A coach once told me that if a doctor ever tells you that you have only 3 hours left to live you should go to a mosquito (little league) baseball game. It’ll be the longest three hours of your life.
We were losing the whole game. We were always close, but always losing. After the 5th inning we were down 16-15. The 6th inning would be our last chance. The sun was on the horizon and once it dipped below it would get dark fast. I knew there was a chance we wouldn’t be able to finish. You can imagine my dismay when I saw their pitcher warming up. He was throwing with heat. Gordon Ramsey in Hell’s Kitchen kind of heat. Fastballs that I feared my mosquitoes wouldn’t be able to hit and we would be 3 up, 3 down and game over.
You can imagine my surprise when he loaded the bases with walks.
You can imagine my surprise again when we had suddenly scored 5 runs and found ourselves up by 4. I was watching the darkness creep up on us and knew we had to get the 6th inning over if were to win. You see, if a game is called on account of darkness the score reverts back to last inning that was finished. We were losing in that inning. We had 1 out against us and I quietly told my next batter to strike out so we could get this inning over. Unfortunately, she was hit. A bean ball that scored us a 6th run and put us up by 5. I told my next batter the same thing. He struck out, though not on purpose.
2 outs and the sun was below the horizon now. We were playing on borrowed time. Twilight time. We had to end the inning pronto. I quietly approached my next batter and explained it to him.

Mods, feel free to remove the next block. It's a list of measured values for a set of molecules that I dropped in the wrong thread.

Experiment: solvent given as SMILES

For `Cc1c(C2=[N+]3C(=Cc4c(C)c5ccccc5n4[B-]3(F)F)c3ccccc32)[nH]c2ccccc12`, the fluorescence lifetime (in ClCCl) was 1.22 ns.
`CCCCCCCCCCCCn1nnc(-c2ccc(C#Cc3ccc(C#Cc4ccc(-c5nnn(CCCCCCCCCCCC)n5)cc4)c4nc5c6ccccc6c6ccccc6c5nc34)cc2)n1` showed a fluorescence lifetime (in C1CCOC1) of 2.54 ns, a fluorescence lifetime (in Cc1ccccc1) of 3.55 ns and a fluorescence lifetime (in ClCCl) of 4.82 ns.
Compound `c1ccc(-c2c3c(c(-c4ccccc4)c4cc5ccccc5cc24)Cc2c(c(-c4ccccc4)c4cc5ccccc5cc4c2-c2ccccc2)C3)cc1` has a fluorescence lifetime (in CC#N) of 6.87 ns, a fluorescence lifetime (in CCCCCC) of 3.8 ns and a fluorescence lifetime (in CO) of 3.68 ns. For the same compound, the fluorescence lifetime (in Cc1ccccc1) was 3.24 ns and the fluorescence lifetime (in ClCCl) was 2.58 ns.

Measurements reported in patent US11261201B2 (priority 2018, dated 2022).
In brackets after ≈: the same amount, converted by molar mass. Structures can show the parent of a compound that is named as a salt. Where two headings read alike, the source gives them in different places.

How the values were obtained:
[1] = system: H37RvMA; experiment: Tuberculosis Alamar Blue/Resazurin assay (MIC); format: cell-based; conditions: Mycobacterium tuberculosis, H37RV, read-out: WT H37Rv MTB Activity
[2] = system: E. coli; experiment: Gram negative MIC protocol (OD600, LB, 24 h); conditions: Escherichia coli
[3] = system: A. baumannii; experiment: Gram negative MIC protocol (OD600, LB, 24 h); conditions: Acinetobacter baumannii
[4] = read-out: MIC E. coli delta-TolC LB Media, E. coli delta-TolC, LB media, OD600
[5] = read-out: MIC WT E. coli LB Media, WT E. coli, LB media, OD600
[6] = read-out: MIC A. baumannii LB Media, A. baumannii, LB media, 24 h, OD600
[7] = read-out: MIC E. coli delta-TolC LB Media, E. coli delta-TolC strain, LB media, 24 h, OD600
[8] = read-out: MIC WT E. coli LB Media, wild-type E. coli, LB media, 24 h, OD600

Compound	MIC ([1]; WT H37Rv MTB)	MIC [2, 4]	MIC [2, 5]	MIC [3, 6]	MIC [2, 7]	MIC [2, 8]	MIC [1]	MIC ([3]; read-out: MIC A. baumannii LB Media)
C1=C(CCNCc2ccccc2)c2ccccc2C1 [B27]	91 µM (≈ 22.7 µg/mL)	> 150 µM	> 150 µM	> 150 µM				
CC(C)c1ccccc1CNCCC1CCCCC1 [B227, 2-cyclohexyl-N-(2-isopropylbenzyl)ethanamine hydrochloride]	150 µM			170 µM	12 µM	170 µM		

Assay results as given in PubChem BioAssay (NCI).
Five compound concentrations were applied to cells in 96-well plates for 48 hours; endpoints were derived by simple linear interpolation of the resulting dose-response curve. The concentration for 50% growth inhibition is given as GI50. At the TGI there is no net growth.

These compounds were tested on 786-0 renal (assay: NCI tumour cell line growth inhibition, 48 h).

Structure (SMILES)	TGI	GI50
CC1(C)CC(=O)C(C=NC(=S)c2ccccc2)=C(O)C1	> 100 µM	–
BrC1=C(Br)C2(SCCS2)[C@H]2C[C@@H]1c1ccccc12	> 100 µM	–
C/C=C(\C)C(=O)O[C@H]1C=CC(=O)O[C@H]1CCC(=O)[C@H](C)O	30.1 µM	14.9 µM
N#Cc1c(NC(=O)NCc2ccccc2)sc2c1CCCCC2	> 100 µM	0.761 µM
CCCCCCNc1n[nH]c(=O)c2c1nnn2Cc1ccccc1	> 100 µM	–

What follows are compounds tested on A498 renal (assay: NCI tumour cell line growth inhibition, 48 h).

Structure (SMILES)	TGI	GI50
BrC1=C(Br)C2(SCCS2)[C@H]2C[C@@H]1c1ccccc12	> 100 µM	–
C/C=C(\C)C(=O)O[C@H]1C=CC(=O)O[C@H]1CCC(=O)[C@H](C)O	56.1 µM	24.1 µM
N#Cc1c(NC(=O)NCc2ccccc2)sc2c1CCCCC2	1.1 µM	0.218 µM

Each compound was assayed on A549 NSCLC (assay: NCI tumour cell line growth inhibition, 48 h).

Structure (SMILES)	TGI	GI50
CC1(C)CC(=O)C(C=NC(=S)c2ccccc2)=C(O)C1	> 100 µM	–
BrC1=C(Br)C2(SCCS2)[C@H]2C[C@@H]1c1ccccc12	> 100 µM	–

Me: This is going to make no sense right now, but in order for us to win this game I need you to strike out.
Batter: So you want me to swing at everything?
And he did too. One pitch sailed over his head. He swung, not even attempting to hit the ball. Our coach down at 1st base hollered to him to not swing at pitches over his head. I laughed because coach wasn’t in on our plan. He swung and missed the second pitch, too. He swung at the 3 pitch and connected solid with it. The ball sails like a runaway kite in hurricane out into right field. The batter stands on home plate simply watching it as if he were watching a ball game instead of participating in it.
The first base coach is yelling, “RUN! YOU HIT THE BALL! RUN!”
The batter is standing on homeplate pointing toward me at third and hollering back, “HE TOLD ME NOT TO!”
The right fielder throws the ball to first and the batter is called out. 3 outs. Change sides.
Bottom of the 6th now, we’re up by 5. I’ve got a pitcher throwing who usually throws zero run innings. It’s nearing 8:30 and it would be hard for me to argue to keep playing should the other team decide it’s too dark. I’m no lawyer. I probably couldn’t argue my way out of a wet paper bag. The other team does score one run. But we also make three outs to end the game with a win.
We won because of an almost strike out, because a hitter slugged the ball but stood still, and because a team made it happen when it counted most.